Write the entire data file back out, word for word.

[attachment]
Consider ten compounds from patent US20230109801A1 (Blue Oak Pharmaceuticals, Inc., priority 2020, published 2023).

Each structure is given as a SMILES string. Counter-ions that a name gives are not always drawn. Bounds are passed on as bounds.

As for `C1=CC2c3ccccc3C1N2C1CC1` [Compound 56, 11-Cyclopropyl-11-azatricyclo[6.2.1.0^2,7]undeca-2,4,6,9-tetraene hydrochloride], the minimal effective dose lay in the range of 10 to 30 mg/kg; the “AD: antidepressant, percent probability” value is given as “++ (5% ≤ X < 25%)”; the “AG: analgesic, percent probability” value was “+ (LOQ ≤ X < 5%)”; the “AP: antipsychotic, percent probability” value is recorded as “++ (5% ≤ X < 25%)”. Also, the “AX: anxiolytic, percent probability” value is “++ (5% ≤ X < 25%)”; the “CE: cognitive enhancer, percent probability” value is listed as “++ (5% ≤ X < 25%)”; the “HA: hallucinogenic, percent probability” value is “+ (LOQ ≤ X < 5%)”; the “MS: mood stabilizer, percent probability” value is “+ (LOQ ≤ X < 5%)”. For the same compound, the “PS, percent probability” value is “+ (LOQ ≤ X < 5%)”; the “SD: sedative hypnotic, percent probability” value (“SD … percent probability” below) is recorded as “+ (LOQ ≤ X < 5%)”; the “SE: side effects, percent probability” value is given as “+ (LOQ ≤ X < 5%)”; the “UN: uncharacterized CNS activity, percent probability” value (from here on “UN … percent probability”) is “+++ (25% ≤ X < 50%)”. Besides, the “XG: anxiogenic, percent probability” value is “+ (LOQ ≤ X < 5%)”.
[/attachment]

Consider ten compounds from patent US20230109801A1 (Blue Oak Pharmaceuticals, Inc., priority 2020, published 2023).

Each structure is given as a SMILES string. Counter-ions that a name gives are not always drawn. Bounds are passed on as bounds.

As for `C1=CC2c3ccccc3C1N2C1CC1` [Compound 56, 11-Cyclopropyl-11-azatricyclo[6.2.1.0^2,7]undeca-2,4,6,9-tetraene hydrochloride], the minimal effective dose lay in the range of 10 to 30 mg/kg; the “AD: antidepressant, percent probability” value is given as “++ (5% ≤ X < 25%)”; the “AG: analgesic, percent probability” value was “+ (LOQ ≤ X < 5%)”; the “AP: antipsychotic, percent probability” value is recorded as “++ (5% ≤ X < 25%)”. Also, the “AX: anxiolytic, percent probability” value is “++ (5% ≤ X < 25%)”; the “CE: cognitive enhancer, percent probability” value is listed as “++ (5% ≤ X < 25%)”; the “HA: hallucinogenic, percent probability” value is “+ (LOQ ≤ X < 5%)”; the “MS: mood stabilizer, percent probability” value is “+ (LOQ ≤ X < 5%)”. For the same compound, the “PS, percent probability” value is “+ (LOQ ≤ X < 5%)”; the “SD: sedative hypnotic, percent probability” value (“SD … percent probability” below) is recorded as “+ (LOQ ≤ X < 5%)”; the “SE: side effects, percent probability” value is given as “+ (LOQ ≤ X < 5%)”; the “UN: uncharacterized CNS activity, percent probability” value (from here on “UN … percent probability”) is “+++ (25% ≤ X < 50%)”. Besides, the “XG: anxiogenic, percent probability” value is “+ (LOQ ≤ X < 5%)”.